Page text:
Britain's Prime Minister-in-waiting, Chancellor Gordon Brown articulated what most in the developing world have been saying for almost two decades: in a keynote speech in India last month, he agreed that the UN and in particular the Bretton Woods institutions, the World Bank and the IMF are old fashioned and in urgent need of reform.
"The post 1945 system of international institutions, built for a world of sheltered economies and just 50 states, is not yet broken but--for a world of 200 states and open globalisation--urgently in need of modernisation and reform," he stated.
This comes in the wake of a damning report on the Bretton Woods institutions by the World Development Movement. The report, quoting numerous examples, argues that the World Bank's and particularly the IMF's policies have actively contributed to deepening poverty in the developing world rather than alleviating it. "Those countries that have developed most successfully have often been those that have ignored the Bank and the Fund and pursued their own path to development," the report asserts.
The Bank's mandate is to promote development, but the effect of its policies has been to increase debt.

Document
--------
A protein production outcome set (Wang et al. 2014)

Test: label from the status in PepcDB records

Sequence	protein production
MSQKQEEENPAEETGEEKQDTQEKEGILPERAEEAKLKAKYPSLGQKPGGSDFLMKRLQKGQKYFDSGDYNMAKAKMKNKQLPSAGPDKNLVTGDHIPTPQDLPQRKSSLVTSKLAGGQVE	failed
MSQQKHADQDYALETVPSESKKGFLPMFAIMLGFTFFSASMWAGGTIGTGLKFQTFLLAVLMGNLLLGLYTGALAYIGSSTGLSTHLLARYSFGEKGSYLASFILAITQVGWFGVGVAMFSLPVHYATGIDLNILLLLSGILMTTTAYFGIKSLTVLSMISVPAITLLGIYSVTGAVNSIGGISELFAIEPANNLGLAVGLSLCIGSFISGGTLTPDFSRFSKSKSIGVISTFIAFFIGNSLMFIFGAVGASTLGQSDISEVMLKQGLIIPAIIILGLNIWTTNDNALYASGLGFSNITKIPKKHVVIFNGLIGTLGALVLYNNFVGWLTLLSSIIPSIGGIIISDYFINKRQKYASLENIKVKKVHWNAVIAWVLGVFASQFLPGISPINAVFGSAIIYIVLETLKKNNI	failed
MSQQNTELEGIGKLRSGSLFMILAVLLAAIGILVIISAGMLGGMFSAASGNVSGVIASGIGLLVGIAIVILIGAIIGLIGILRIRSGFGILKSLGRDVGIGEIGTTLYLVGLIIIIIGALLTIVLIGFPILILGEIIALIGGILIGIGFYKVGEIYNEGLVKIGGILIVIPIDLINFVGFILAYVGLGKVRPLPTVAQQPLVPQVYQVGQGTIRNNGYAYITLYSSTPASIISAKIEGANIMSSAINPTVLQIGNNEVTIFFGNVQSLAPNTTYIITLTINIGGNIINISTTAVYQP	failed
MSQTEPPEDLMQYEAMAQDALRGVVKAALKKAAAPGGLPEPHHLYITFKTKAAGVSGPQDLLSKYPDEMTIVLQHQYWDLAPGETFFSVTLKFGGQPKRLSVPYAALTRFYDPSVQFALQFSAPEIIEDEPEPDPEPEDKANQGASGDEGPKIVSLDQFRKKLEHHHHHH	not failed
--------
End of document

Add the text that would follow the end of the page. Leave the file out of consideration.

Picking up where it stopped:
The negative outcome of the Bretton Woods institutions in its interface with the developing world, according to the report, is a direct result of the structure of its shareholding and thus voting power and its long-term strategic aims.
The institutions came into being at the end of the Second World War, when 44 countries met in the resort town of Bretton Woods, US, in 1944. The aims of the conference were firstly to create global economic rules that would prevent another great depression and secondly, to devise a plan for rebuilding war-shattered Europe.
The real negotiations involved only a handful of countries with the UK and US dominating proceedings. It was agreed to set up an international monetary fund that would provide short-term loans to countries with balance of payments deficits. Earlier, the economist John Maynard Keynes had proposed a mechanism called the International Clearing Union through which deficits experienced by one country would be automatically balanced by surpluses in another country. This was rejected by the US which asked for and obtained a system of fixed but adjustable exchange rates tied to the US dollar (at that time, also backed by gold).
Stuck in the past
The World Bank started life as the International Bank of Reconstruction and Development (IBRD)...